China’s IMF Market After Registration: Risks Exist, Shifts Ahead
China’s IMF market faces risks in the years to come. But this is not the end of the world… China is to remain the largest IMF market in the world in the years to come, and consumer behaviour means that there is plenty of room for trading up. In the longer term, we expect the registration requirement to kick off a round of consolidation in China.
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We see risks to the growth of China’s infant milk formula (IMF) market in the years to come. The odds for growth slowing further than anticipated are increasingly rising. One of the main concerns is that birth rates are likely to be disappointing. Even with a relaxed birth policy that allows Chinese families to have two children, it now seems more likely that the awaited boost to the birth rate will be lower than expected.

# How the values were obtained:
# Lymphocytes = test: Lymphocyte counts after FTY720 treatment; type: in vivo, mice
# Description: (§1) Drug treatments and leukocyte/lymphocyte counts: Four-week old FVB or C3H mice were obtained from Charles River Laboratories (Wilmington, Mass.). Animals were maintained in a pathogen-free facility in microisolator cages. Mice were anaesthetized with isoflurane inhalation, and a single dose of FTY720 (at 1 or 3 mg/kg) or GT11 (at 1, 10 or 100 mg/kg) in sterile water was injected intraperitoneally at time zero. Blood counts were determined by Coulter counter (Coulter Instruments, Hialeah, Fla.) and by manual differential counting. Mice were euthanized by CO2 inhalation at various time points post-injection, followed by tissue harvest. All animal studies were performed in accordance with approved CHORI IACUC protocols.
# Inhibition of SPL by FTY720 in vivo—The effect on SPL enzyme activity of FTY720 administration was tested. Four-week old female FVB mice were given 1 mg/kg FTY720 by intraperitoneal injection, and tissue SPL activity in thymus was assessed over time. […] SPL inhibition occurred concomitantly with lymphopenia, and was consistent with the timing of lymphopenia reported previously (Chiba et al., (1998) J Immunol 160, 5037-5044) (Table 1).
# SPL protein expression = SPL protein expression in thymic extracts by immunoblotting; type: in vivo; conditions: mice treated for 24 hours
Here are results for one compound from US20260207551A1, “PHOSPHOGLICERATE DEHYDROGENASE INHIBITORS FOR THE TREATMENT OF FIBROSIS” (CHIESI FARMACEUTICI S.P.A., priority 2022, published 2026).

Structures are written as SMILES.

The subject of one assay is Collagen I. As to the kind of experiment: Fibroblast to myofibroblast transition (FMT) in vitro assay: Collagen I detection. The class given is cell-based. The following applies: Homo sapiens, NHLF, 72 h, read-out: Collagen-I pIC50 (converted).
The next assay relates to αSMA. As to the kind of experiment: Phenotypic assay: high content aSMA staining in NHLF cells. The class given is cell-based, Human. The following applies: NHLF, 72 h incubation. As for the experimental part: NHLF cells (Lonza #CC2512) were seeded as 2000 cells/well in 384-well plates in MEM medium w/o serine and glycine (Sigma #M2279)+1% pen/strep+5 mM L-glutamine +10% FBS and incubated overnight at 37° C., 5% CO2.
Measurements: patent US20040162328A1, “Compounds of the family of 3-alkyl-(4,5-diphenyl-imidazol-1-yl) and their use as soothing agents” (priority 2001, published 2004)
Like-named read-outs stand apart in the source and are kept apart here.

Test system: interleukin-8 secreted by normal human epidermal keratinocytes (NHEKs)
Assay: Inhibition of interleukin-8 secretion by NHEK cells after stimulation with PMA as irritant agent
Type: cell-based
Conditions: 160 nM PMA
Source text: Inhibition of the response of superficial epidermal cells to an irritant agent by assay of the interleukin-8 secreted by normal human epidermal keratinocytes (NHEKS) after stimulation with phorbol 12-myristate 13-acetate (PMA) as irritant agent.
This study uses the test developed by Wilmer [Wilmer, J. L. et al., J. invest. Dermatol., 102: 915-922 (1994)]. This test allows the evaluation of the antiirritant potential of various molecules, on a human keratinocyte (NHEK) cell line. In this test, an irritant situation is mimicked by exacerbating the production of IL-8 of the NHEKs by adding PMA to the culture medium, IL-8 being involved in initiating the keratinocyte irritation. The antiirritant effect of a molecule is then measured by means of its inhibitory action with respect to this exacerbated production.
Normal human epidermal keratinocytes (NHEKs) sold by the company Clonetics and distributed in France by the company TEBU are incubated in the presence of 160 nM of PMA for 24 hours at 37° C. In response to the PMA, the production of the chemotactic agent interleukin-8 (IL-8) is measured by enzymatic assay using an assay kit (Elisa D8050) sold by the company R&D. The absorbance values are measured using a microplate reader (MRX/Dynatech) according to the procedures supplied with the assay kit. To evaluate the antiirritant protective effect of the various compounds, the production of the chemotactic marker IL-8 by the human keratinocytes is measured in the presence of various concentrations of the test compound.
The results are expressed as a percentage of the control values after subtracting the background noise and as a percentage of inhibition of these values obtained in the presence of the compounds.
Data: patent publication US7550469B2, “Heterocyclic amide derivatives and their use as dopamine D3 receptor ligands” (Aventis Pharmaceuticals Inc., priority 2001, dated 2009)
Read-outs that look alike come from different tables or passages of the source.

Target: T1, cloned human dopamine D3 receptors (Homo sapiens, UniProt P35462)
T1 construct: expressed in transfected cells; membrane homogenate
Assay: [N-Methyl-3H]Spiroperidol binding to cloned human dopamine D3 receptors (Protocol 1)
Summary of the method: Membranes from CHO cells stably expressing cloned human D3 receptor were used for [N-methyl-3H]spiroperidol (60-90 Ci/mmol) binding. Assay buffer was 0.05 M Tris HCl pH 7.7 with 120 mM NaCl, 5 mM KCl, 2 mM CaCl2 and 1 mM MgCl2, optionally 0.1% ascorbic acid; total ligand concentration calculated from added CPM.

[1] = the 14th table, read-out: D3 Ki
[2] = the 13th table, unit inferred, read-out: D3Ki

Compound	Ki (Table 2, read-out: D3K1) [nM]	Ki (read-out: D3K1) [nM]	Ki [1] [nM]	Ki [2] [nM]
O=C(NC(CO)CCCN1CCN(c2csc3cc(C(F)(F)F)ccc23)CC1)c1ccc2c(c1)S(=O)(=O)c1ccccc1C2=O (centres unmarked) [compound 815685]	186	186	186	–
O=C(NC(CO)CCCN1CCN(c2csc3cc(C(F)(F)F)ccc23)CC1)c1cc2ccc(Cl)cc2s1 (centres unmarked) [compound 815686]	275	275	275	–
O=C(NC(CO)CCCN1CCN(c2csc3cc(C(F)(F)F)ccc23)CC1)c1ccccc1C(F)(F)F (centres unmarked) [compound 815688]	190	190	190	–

However, China’s per capita consumption of IMF products (by infants/toddlers of 0–36 months of age) is among the highest in the world, but there is plenty of room for trading up. Starting from 2018, China has officially entered a new era, requiring all IMF products sold in China to be registered. There is, however, a transitional grace period, bringing some uncertainty regarding market behaviour in the short term.
In the longer run, we expect consolidation, which will eliminate about 70% of the existing brands selling in the country. With this and the further market growth slowdown in mind, both onshore and offshore IMF players with exposure to China will need to be aware of strategic implications.
Where to go from here
Sandy ChenSenior Analyst - Dairy
RaboResearch Food & AgribusinessPO Box 17100 (UC 053) 3500 HG Utrecht, The Netherlands